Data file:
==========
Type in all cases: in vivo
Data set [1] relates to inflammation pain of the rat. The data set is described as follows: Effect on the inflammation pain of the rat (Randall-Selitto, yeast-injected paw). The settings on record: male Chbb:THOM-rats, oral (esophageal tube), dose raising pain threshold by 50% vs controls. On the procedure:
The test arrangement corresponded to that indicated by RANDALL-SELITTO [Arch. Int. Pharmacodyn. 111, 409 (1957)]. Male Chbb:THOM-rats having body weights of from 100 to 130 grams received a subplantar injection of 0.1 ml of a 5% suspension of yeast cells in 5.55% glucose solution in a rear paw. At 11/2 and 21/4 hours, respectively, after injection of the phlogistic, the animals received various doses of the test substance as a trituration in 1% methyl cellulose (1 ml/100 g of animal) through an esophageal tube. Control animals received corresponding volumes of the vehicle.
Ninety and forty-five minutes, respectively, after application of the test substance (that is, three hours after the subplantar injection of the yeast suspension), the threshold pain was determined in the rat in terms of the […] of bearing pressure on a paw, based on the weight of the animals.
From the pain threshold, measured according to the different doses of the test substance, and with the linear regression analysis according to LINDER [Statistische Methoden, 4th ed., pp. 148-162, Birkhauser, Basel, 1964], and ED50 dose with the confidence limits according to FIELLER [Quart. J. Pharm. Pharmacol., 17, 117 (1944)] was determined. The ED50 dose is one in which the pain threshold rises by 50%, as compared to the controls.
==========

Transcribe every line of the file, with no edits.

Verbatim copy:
Type in all cases: in vivo
Data set [1] relates to inflammation pain of the rat. The data set is described as follows: Effect on the inflammation pain of the rat (Randall-Selitto, yeast-injected paw). The settings on record: male Chbb:THOM-rats, oral (esophageal tube), dose raising pain threshold by 50% vs controls. On the procedure:
The test arrangement corresponded to that indicated by RANDALL-SELITTO [Arch. Int. Pharmacodyn. 111, 409 (1957)]. Male Chbb:THOM-rats having body weights of from 100 to 130 grams received a subplantar injection of 0.1 ml of a 5% suspension of yeast cells in 5.55% glucose solution in a rear paw. At 11/2 and 21/4 hours, respectively, after injection of the phlogistic, the animals received various doses of the test substance as a trituration in 1% methyl cellulose (1 ml/100 g of animal) through an esophageal tube. Control animals received corresponding volumes of the vehicle.
Ninety and forty-five minutes, respectively, after application of the test substance (that is, three hours after the subplantar injection of the yeast suspension), the threshold pain was determined in the rat in terms of the […] of bearing pressure on a paw, based on the weight of the animals.
From the pain threshold, measured according to the different doses of the test substance, and with the linear regression analysis according to LINDER [Statistische Methoden, 4th ed., pp. 148-162, Birkhauser, Basel, 1964], and ED50 dose with the confidence limits according to FIELLER [Quart. J. Pharm. Pharmacol., 17, 117 (1944)] was determined. The ED50 dose is one in which the pain threshold rises by 50%, as compared to the controls.